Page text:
Some people are tempted to buy cute monkeys, iguanas, poisonous snakes, and even tigers for pets.
Don’t do it.
And exotic animals are dangerous. There have been dozens of captive big-cat attacks on humans in the past decade, including incidents in which a tiger mauled his guardian’s 3-year-old grandson, a lion killed several dogs and trapped a child in his room, and a Bengal tiger tore off the arm of a 4-year-old boy, according to the Web site Helping Animals. Wolf hybrids have also increased in popularity – it’s estimated that hundreds of thousands of them live in homes across the country – and since 2000, at least four people have been mauled to death by these offspring of wolves and domesticated dogs, Helping Animals’ article, “Inside the Exotic Animal Trade,” reports.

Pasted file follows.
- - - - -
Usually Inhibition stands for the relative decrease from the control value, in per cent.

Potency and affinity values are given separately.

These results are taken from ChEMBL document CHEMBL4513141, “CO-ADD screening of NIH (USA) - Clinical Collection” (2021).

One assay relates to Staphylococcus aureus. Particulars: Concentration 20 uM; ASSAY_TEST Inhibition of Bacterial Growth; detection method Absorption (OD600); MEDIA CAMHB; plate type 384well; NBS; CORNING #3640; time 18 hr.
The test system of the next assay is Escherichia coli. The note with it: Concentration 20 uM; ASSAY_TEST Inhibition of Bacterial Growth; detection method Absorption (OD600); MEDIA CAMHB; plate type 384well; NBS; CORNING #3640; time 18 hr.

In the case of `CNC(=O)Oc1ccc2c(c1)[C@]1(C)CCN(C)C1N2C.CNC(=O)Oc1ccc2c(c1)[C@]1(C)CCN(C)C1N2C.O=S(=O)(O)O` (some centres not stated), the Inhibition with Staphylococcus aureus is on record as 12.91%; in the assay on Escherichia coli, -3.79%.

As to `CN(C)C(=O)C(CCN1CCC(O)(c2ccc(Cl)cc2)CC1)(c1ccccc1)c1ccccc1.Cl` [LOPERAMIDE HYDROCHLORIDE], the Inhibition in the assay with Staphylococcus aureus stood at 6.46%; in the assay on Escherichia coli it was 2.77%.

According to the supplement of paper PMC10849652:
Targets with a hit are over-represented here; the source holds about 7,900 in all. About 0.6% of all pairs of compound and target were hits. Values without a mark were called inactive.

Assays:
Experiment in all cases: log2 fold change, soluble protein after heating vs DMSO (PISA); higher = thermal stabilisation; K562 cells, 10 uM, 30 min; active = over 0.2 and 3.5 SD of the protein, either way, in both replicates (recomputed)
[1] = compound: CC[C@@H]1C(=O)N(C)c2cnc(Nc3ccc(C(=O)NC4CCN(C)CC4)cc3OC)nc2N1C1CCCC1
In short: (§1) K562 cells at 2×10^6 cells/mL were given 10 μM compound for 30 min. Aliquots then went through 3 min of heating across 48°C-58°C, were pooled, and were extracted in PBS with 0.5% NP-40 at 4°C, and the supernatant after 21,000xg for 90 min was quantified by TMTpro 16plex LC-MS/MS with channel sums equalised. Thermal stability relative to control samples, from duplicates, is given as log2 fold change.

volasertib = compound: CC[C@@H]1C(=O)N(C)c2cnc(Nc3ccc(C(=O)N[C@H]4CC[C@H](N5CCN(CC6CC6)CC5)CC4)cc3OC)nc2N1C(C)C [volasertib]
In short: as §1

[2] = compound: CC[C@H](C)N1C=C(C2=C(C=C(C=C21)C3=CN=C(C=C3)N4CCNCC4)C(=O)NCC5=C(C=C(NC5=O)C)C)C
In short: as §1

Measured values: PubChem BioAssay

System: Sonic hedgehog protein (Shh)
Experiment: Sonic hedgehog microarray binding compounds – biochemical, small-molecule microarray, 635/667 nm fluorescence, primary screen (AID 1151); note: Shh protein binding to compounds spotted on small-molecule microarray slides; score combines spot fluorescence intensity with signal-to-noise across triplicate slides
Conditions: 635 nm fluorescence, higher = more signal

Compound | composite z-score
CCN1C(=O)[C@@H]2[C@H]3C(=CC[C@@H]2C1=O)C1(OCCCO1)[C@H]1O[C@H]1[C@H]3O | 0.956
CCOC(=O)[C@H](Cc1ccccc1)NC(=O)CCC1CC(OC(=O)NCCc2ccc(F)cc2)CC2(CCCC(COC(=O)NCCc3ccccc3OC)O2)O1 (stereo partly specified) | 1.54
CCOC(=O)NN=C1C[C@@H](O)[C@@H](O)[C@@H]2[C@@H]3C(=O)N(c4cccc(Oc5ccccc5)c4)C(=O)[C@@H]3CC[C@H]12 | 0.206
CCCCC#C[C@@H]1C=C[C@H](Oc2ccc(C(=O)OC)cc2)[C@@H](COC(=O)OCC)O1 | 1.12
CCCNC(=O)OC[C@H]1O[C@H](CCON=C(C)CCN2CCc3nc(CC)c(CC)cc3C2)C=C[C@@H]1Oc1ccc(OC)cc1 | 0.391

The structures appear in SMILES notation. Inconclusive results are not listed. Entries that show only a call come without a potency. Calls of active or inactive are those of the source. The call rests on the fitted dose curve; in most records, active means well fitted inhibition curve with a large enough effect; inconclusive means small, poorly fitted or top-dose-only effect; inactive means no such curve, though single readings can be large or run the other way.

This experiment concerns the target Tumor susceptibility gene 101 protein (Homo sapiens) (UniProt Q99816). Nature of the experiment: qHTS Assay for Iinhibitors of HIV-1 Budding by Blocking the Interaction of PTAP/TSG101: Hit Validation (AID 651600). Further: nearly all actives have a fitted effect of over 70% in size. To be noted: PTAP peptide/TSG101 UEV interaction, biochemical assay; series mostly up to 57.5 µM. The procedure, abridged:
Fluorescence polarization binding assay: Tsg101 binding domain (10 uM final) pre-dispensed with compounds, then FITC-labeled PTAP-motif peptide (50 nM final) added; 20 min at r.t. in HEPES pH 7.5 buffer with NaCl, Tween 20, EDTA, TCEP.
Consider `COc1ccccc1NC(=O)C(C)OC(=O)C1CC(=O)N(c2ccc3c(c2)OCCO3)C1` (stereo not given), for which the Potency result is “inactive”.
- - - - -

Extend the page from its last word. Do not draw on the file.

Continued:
Exotic animals also escape into the environment and kill off native species. An example is in Florida where pet pythons have escaped into the Everglades and are taking over the ecosystem.
The Humane Society International’s article “Don’t Buy Wild” offers helpful information about exotic pets and what products from the wild you should avoid buying.